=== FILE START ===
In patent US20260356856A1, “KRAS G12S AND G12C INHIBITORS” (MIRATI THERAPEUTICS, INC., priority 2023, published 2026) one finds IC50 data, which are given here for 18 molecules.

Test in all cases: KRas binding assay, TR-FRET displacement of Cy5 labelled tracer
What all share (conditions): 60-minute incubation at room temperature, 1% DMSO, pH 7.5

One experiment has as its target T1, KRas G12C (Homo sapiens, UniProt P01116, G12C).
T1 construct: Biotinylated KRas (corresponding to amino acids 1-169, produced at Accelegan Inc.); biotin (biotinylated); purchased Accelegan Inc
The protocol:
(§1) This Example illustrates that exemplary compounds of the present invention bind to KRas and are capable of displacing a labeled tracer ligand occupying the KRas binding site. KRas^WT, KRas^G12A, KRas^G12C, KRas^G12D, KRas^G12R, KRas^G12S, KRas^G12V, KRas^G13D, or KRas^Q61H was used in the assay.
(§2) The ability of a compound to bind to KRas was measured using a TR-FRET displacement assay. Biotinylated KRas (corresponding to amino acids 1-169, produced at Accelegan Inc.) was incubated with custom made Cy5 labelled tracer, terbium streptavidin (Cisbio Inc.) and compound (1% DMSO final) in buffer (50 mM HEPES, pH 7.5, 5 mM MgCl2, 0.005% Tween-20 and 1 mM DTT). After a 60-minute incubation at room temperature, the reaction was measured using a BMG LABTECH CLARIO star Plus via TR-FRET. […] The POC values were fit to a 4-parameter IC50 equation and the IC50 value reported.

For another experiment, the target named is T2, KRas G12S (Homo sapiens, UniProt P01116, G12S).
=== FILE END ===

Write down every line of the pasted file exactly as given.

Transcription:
In patent US20260356856A1, “KRAS G12S AND G12C INHIBITORS” (MIRATI THERAPEUTICS, INC., priority 2023, published 2026) one finds IC50 data, which are given here for 18 molecules.

Test in all cases: KRas binding assay, TR-FRET displacement of Cy5 labelled tracer
What all share (conditions): 60-minute incubation at room temperature, 1% DMSO, pH 7.5

One experiment has as its target T1, KRas G12C (Homo sapiens, UniProt P01116, G12C).
T1 construct: Biotinylated KRas (corresponding to amino acids 1-169, produced at Accelegan Inc.); biotin (biotinylated); purchased Accelegan Inc
The protocol:
(§1) This Example illustrates that exemplary compounds of the present invention bind to KRas and are capable of displacing a labeled tracer ligand occupying the KRas binding site. KRas^WT, KRas^G12A, KRas^G12C, KRas^G12D, KRas^G12R, KRas^G12S, KRas^G12V, KRas^G13D, or KRas^Q61H was used in the assay.
(§2) The ability of a compound to bind to KRas was measured using a TR-FRET displacement assay. Biotinylated KRas (corresponding to amino acids 1-169, produced at Accelegan Inc.) was incubated with custom made Cy5 labelled tracer, terbium streptavidin (Cisbio Inc.) and compound (1% DMSO final) in buffer (50 mM HEPES, pH 7.5, 5 mM MgCl2, 0.005% Tween-20 and 1 mM DTT). After a 60-minute incubation at room temperature, the reaction was measured using a BMG LABTECH CLARIO star Plus via TR-FRET. […] The POC values were fit to a 4-parameter IC50 equation and the IC50 value reported.

For another experiment, the target named is T2, KRas G12S (Homo sapiens, UniProt P01116, G12S).